After more than a year of community conversations and public hearings, the Oregon Legislature passed in its last days of session House Bill 2021, the country's most ambitious, community-led transition to 100% clean energy standards in the nation. If Oregon is to do its part in combating the harmful effects of our changing climate, we will remember this bill as a seminal moment in the fight for climate justice and equity.
What we will also remember was the environmental backdrop to this bill, as our state experienced sweltering, record-breaking heat, exacerbated by climate change, during that same weekend we cast our last votes. As our Legislature was responding to last year's multiple emergencies of COVID-19, economic recession and wildfires, there was a climate disaster unfolding that would kill more than a hundred people. Like previous environmental emergencies, it did not impact all communities evenly.
Frontline communities have experienced the impact of wildfires, droughts and loss of jobs, but most have never been engaged in helping to shape the policy solutions. The roots of this successful campaign came from the powerful concepts that BIPOC, rural, low-income and other frontline communities' envisioned for Oregon in 2030. I'm proud of HB 2021, and most proud of all the new voices that have engaged in our legislation for the first time in this community engagement process. It's never ever been more urgent to take collective action as we face unprecedented drought and water shortages, extreme heat and a catastrophic wildfire season once again.
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We are already seeing a transition to a clean energy economy underway. The question is not whether we will transition but how we will transition. Will it happen fast enough or equitably enough for all Oregonians to benefit? Can we transition in a way that ensures the communities who have been excluded and impacted most, also benefit from jobs, investments, and disaster resilience?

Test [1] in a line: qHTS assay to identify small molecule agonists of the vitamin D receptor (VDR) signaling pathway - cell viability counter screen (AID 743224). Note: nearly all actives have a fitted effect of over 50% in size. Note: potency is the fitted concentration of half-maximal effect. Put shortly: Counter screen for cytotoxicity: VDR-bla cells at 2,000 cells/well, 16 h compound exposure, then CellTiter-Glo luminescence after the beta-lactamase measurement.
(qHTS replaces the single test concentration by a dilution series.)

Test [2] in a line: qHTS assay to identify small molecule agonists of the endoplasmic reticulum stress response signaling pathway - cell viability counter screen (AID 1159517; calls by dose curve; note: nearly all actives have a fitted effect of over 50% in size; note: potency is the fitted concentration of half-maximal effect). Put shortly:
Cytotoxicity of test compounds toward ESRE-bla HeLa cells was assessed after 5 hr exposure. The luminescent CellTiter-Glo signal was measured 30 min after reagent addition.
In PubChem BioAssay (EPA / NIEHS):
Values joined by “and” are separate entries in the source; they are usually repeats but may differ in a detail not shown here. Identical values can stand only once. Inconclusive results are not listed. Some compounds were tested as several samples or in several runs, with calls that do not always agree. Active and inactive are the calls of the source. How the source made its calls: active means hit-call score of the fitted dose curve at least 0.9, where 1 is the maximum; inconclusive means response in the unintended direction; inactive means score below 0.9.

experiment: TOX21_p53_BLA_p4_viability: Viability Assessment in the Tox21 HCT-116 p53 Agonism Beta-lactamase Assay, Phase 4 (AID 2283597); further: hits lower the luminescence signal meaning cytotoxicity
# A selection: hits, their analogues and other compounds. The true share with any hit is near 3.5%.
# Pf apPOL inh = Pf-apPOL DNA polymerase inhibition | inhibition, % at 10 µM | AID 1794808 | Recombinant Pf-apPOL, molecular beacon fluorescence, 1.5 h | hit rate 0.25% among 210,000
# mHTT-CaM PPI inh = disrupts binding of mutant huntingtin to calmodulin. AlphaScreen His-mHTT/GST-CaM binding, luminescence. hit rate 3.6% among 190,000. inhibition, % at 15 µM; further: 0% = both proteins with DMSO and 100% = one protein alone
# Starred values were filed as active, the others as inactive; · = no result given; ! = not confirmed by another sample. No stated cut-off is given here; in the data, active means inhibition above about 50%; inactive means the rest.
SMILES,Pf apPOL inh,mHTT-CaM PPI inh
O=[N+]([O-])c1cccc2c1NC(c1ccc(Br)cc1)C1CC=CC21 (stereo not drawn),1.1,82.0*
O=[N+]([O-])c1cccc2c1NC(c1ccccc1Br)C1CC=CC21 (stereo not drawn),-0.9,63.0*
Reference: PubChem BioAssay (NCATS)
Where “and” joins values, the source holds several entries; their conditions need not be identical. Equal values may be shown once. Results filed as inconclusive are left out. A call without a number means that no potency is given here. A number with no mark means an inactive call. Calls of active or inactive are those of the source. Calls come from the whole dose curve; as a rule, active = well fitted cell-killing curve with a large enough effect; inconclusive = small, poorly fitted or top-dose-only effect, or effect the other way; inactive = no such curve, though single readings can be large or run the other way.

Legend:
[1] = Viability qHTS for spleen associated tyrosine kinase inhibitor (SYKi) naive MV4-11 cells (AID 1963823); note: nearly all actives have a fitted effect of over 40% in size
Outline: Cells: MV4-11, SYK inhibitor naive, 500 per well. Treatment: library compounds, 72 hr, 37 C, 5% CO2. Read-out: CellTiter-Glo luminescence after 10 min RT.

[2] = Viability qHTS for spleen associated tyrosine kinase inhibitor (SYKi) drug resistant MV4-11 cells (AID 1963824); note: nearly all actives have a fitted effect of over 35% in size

I believe HB 2021 can show us the future path for Oregon, and this bill will deliver disaster resilience, jobs and community investment across the state.
We have an increasingly pressing need to prevent and prepare for climate disasters. HB 2021 will move us toward that clean energy future and invest $50 million in community-based energy projects in parts of Oregon where there are not many existing funding sources for community-based renewable energy. We heard communities talk about the need for disaster-resilient community energy hubs and microgrids that would generate local renewable energy, and are also safe places people can go to, in the event of a disaster — places where they can charge their phones, keep their medications refrigerated, and power their medical equipment if their power goes out, all powered through renewable energy generated on-site.
Economic opportunity is top of mind as families think about their future, especially in light of the economic pains being experienced as a result of the pandemic.
I found out that Oregon is a net importer of fossil fuel-generated electricity and a net exporter of renewable power. I am proud that HB 2021 incentivizes the development of local renewables to replace fossil fuel power that is largely produced out of the state. That means that we have the opportunity to bring more jobs with excellent labor standards for large renewable projects.
These goals are embedded in HB 2021: creating economic development in the parts of Oregon that need it most, ensuring that Oregon workers are well-supported in entering and participating in the clean energy workforce, and ensuring that at every step of the way, low-income, BIPOC, rural and coastal communities are shaping the transition to 100% clean electricity and are not left out of the benefits this transition will bring.
As I think about our past and current emergencies, as well as those of the future, I return to this quote by activist Grace Lee Boggs: "every crisis, actual or impending, needs to be viewed as an opportunity to bring about profound changes in our society." The opportunity for change is here and now. This legislation is common-sense, achievable and works for Oregonians. I hope it marks the beginning of a decade of bold, equity-centered climate action for our state.
Pamplin Media Group asked several of the rookie lawmakers of the 2021 Oregon Legislature to write guest opinion columns on this theme: "The bill in the 2021 session that I believe had the biggest impact on equity in Oregon."
Rep. Khanh Pham serves House District 46, which includes portions of Northeast and Southeast Portland.
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